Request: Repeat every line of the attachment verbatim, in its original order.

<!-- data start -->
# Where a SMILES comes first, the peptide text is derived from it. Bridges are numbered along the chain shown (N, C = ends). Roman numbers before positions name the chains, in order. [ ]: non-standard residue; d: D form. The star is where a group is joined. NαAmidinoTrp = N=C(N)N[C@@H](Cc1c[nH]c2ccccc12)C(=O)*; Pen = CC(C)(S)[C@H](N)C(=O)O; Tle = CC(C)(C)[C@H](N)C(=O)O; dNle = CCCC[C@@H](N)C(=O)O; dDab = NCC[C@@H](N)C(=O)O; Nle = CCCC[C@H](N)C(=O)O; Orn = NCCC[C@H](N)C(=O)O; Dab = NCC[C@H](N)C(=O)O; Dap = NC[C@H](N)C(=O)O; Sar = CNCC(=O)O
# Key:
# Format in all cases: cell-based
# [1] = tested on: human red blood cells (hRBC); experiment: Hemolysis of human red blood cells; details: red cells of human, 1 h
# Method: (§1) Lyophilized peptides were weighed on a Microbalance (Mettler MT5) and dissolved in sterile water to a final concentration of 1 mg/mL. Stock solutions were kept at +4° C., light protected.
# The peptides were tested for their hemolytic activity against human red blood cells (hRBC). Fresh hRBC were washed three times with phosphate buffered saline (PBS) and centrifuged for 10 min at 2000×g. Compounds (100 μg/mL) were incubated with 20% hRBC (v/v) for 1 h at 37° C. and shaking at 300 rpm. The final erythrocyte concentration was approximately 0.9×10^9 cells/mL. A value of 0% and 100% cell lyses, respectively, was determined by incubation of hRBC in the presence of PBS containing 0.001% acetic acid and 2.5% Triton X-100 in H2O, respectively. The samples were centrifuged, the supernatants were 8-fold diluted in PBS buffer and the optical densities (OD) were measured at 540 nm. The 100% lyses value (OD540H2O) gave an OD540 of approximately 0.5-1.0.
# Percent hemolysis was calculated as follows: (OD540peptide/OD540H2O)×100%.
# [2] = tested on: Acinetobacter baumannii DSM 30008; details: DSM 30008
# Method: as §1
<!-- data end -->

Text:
# Where a SMILES comes first, the peptide text is derived from it. Bridges are numbered along the chain shown (N, C = ends). Roman numbers before positions name the chains, in order. [ ]: non-standard residue; d: D form. The star is where a group is joined. NαAmidinoTrp = N=C(N)N[C@@H](Cc1c[nH]c2ccccc12)C(=O)*; Pen = CC(C)(S)[C@H](N)C(=O)O; Tle = CC(C)(C)[C@H](N)C(=O)O; dNle = CCCC[C@@H](N)C(=O)O; dDab = NCC[C@@H](N)C(=O)O; Nle = CCCC[C@H](N)C(=O)O; Orn = NCCC[C@H](N)C(=O)O; Dab = NCC[C@H](N)C(=O)O; Dap = NC[C@H](N)C(=O)O; Sar = CNCC(=O)O
# Key:
# Format in all cases: cell-based
# [1] = tested on: human red blood cells (hRBC); experiment: Hemolysis of human red blood cells; details: red cells of human, 1 h
# Method: (§1) Lyophilized peptides were weighed on a Microbalance (Mettler MT5) and dissolved in sterile water to a final concentration of 1 mg/mL. Stock solutions were kept at +4° C., light protected.
# The peptides were tested for their hemolytic activity against human red blood cells (hRBC). Fresh hRBC were washed three times with phosphate buffered saline (PBS) and centrifuged for 10 min at 2000×g. Compounds (100 μg/mL) were incubated with 20% hRBC (v/v) for 1 h at 37° C. and shaking at 300 rpm. The final erythrocyte concentration was approximately 0.9×10^9 cells/mL. A value of 0% and 100% cell lyses, respectively, was determined by incubation of hRBC in the presence of PBS containing 0.001% acetic acid and 2.5% Triton X-100 in H2O, respectively. The samples were centrifuged, the supernatants were 8-fold diluted in PBS buffer and the optical densities (OD) were measured at 540 nm. The 100% lyses value (OD540H2O) gave an OD540 of approximately 0.5-1.0.
# Percent hemolysis was calculated as follows: (OD540peptide/OD540H2O)×100%.
# [2] = tested on: Acinetobacter baumannii DSM 30008; details: DSM 30008
# Method: as §1